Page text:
The signing of Takumi Minamino will concern Liverpool’s rivals more than the Reds’ current ten-point advantage in the Premier League, as the stark realisation dawns that the runaway leaders are even further ahead of the curve off the field as they are on it.
Jurgen Klopp described Takumi Minamino as a player who “makes the best of himself for the benefit of others” after it was announced that he would join Liverpool on January 1 after passing a medical on Wednesday.
There was a reason Klopp was quick to laud Michael Edwards – Liverpool’s director of football – for being aware of the paltry £7.25million release clause. His relationship with RB Salzburg counterpart Christoph Freund continues to bear the sweetest of fruit, and the champions-elect keep setting the transfer bar high in quality, but astonishingly low in price.
If other ex-Salzburg players are anything to go by, Minamino looks set to be another name on an extending list of stellar signings under Klopp and Edwards. Sadio Mane came first – via Southampton – and is currently the best player on the planet; Naby Keita has followed with standout performances that suggest it is now, rather than never.
During Klopp’s tenure, Liverpool haven’t made what wordsmiths describe as ‘a transfer f*** up’. Dominic Solanke and Lorius Karius may not have worked out, but at £4million a piece, it hardly mattered. Many baulked at £75million for Virgil van Dijk, who is now worth twice as much. The same treatment was afforded to Mo Salah, who cost an absurdly small £38million in hindsight. And then there’s the £10million they paid for Andrew Robertson. ‘Punts’ have paid off and big-money signings have increased their value tenfold.
Manchester United, meanwhile, have been transfer f***ing up all over the place, with Alexis Sanchez, Nemanja Matic and Romelu Lukaku flopping to varying degrees and an exorbitant sum paid for Leicester’s third best centre-back. As a result Ed Woodward finally seems to be weakening his resistance to installing a sporting director at Old Trafford. It seems that watching Champions League highlight reels, spotting a 6ft 4ins goal machine and asking ‘how much do you want for Erling?’ doesn’t wash as a transfer policy – particularly when you are missing out on a £7.25million bargain playing in the very same team.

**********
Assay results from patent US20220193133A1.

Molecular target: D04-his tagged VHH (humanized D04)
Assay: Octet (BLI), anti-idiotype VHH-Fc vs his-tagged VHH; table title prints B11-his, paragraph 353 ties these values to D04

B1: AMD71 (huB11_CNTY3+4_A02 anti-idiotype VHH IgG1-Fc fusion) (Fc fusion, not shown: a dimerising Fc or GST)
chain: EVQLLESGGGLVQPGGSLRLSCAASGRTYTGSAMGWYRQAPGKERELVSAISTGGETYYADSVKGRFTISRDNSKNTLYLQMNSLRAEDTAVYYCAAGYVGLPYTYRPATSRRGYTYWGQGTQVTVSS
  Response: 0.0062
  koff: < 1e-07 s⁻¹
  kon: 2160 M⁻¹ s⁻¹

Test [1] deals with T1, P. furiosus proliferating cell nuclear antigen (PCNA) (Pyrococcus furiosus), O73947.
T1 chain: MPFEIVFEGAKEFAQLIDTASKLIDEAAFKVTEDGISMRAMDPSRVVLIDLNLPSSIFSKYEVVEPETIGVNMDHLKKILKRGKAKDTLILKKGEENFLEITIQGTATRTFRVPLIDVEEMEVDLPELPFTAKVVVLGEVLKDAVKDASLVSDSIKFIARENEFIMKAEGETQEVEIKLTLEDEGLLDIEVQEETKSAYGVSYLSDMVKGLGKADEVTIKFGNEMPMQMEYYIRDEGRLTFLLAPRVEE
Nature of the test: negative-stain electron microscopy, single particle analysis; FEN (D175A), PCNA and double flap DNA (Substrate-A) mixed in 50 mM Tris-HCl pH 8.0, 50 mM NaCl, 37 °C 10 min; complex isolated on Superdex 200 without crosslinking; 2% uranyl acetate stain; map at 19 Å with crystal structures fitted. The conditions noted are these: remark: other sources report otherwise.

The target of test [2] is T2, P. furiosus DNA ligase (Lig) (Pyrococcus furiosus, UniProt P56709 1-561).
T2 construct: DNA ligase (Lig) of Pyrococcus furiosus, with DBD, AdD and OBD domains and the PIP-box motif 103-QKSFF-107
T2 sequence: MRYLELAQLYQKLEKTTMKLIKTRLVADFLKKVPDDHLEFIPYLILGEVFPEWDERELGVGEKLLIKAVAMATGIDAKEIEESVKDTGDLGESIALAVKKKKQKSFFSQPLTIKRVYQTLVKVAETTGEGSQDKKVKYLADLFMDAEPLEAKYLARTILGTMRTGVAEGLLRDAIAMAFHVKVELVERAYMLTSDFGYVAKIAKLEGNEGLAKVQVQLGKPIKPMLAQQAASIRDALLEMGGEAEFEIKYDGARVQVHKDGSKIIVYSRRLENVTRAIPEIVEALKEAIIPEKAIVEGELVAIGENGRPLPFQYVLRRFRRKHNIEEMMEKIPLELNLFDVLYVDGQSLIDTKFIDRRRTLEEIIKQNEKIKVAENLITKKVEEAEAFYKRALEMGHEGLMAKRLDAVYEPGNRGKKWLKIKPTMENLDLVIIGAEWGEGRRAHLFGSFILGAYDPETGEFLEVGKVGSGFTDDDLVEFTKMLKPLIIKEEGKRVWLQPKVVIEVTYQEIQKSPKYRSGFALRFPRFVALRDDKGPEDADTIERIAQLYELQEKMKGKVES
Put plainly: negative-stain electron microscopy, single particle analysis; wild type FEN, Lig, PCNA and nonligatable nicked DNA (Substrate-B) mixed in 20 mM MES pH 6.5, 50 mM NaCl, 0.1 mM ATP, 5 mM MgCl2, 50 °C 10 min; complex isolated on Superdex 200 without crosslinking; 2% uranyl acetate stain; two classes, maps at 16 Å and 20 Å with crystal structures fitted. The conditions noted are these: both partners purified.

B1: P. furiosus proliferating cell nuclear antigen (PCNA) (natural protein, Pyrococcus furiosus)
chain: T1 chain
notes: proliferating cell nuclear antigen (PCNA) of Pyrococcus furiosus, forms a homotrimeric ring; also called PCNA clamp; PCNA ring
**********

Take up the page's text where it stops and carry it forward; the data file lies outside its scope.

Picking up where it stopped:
An FSG source recently told The Athletic that “the respect and value Mike Gordon places on Michael Edwards is almost impossible to quantify,” comparing his status to that of Klopp himself. It’s hard to disagree when you consider the other sporting directors around.
Michael Edwards’ signings as technical, then sporting director at Liverpool.
— Football365 (@F365) December 19, 2019
Arsenal do not currently hold Raul Sanllehi and Edu – their transfer team – in the same high regard. Their summer signings, Nicolas Pepe for £72million among them, failed to provide any sense that the Gunners are following Edwards’ example at Liverpool, instead hinting at a fleeting review of transfer gossip columns.
Marina Granovskaia and Petr Cech’s nous will be tested in the upcoming January transfer window as they look to build with Frank Lampard at Chelsea – whose claims that he will have a “big say” in who they bring in carry scepticism at a club where managerial clout previously meant little in the transfer market.
And it’s just a matter of time before Jose Mourinho and Daniel Levy lock horns over Spurs’ transfers, or lack thereof.
Manchester City seemed again to do smart business in the summer, but now look foolish for their lack of due care over centre-back cover, and are staring a squad overhaul in the face as the departure of David Silva in the summer indicates a necessary changing of the guard for the reigning champions.
It’s Brendan Rodgers and his sporting director, Jon Rudkin, that mirror the Klopp-Edwards Liverpool partnership most. The Foxes signed developing continental talents Caglar Soyuncu and Ricardo Pereira – as well as James Maddison – in 2018, each for around £20million. And followed that up this summer by securing Youri Tielemans for £40million, arguably the Premier League signing of the season. But as is frustratingly the case with all ‘lesser’ Premier League sides, this Leicester team will have a shorter shelf life than the top six, and surely hold no long-term hopes of keeping up with Liverpool.
So the signing of Minamino may be a clear departure from Klopp’s usual transfer business, but it looks to be the latest in a transfer history devoid of the f*** ups that have left the rest of the Premier League trailing in their wake.
The Japan international has reportedly signed a four-and-a-half-year deal at Anfield in a stint that could see Liverpool achieve unparalleled glory, as they continue to steal a march over those that wantonly splash cash in search of a quick fix, rather than gradually build networks that ultimately lead to far greater and more enduring rewards.
Will Ford is on Twitter